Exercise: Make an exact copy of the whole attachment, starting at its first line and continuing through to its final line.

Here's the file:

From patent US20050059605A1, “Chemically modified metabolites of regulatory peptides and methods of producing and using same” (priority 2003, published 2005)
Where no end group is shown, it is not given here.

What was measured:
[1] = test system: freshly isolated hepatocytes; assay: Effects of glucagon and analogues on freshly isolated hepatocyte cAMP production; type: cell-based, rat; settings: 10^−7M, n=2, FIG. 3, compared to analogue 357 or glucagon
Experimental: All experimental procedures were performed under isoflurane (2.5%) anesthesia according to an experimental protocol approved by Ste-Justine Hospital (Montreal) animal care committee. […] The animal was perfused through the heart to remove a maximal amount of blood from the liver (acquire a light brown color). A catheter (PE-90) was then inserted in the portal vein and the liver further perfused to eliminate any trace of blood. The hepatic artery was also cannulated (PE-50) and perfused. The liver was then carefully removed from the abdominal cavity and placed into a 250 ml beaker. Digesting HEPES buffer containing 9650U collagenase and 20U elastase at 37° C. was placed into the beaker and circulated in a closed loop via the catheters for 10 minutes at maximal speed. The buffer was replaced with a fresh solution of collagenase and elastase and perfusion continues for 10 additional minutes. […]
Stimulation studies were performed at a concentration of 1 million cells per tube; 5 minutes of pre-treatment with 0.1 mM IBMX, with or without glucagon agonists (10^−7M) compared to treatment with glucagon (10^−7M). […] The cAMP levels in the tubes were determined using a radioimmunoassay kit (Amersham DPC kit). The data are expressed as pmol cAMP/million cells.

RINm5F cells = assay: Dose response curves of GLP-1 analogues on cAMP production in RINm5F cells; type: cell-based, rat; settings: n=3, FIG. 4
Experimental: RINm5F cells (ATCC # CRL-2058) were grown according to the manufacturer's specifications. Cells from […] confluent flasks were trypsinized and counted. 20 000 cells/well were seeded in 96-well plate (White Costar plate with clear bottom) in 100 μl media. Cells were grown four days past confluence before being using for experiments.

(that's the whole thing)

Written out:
From patent US20050059605A1, “Chemically modified metabolites of regulatory peptides and methods of producing and using same” (priority 2003, published 2005)
Where no end group is shown, it is not given here.

What was measured:
[1] = test system: freshly isolated hepatocytes; assay: Effects of glucagon and analogues on freshly isolated hepatocyte cAMP production; type: cell-based, rat; settings: 10^−7M, n=2, FIG. 3, compared to analogue 357 or glucagon
Experimental: All experimental procedures were performed under isoflurane (2.5%) anesthesia according to an experimental protocol approved by Ste-Justine Hospital (Montreal) animal care committee. […] The animal was perfused through the heart to remove a maximal amount of blood from the liver (acquire a light brown color). A catheter (PE-90) was then inserted in the portal vein and the liver further perfused to eliminate any trace of blood. The hepatic artery was also cannulated (PE-50) and perfused. The liver was then carefully removed from the abdominal cavity and placed into a 250 ml beaker. Digesting HEPES buffer containing 9650U collagenase and 20U elastase at 37° C. was placed into the beaker and circulated in a closed loop via the catheters for 10 minutes at maximal speed. The buffer was replaced with a fresh solution of collagenase and elastase and perfusion continues for 10 additional minutes. […]
Stimulation studies were performed at a concentration of 1 million cells per tube; 5 minutes of pre-treatment with 0.1 mM IBMX, with or without glucagon agonists (10^−7M) compared to treatment with glucagon (10^−7M). […] The cAMP levels in the tubes were determined using a radioimmunoassay kit (Amersham DPC kit). The data are expressed as pmol cAMP/million cells.

RINm5F cells = assay: Dose response curves of GLP-1 analogues on cAMP production in RINm5F cells; type: cell-based, rat; settings: n=3, FIG. 4
Experimental: RINm5F cells (ATCC # CRL-2058) were grown according to the manufacturer's specifications. Cells from […] confluent flasks were trypsinized and counted. 20 000 cells/well were seeded in 96-well plate (White Costar plate with clear bottom) in 100 μl media. Cells were grown four days past confluence before being using for experiments.